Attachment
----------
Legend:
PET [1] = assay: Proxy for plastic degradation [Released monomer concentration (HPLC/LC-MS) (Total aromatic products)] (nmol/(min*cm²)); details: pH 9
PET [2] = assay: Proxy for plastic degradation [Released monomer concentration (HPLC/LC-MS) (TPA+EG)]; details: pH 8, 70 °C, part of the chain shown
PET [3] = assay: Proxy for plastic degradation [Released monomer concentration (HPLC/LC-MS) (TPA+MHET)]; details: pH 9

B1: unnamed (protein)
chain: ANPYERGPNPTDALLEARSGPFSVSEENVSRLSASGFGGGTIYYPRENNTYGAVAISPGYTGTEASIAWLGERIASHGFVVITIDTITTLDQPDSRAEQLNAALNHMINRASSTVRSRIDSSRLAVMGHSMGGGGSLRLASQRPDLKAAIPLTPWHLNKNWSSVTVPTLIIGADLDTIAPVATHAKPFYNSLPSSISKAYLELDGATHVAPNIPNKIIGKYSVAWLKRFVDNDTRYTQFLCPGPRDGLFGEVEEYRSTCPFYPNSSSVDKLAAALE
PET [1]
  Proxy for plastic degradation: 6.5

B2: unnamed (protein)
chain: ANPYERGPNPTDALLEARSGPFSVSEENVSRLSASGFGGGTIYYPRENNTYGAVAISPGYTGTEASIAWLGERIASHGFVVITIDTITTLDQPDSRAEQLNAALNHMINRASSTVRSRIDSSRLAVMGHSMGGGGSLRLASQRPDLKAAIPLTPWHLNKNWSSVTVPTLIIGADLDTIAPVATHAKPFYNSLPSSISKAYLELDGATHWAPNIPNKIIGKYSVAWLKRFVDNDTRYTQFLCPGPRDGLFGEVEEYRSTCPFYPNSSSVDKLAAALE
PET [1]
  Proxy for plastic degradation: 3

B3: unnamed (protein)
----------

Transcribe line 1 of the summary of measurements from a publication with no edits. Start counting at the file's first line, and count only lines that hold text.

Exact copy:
Legend: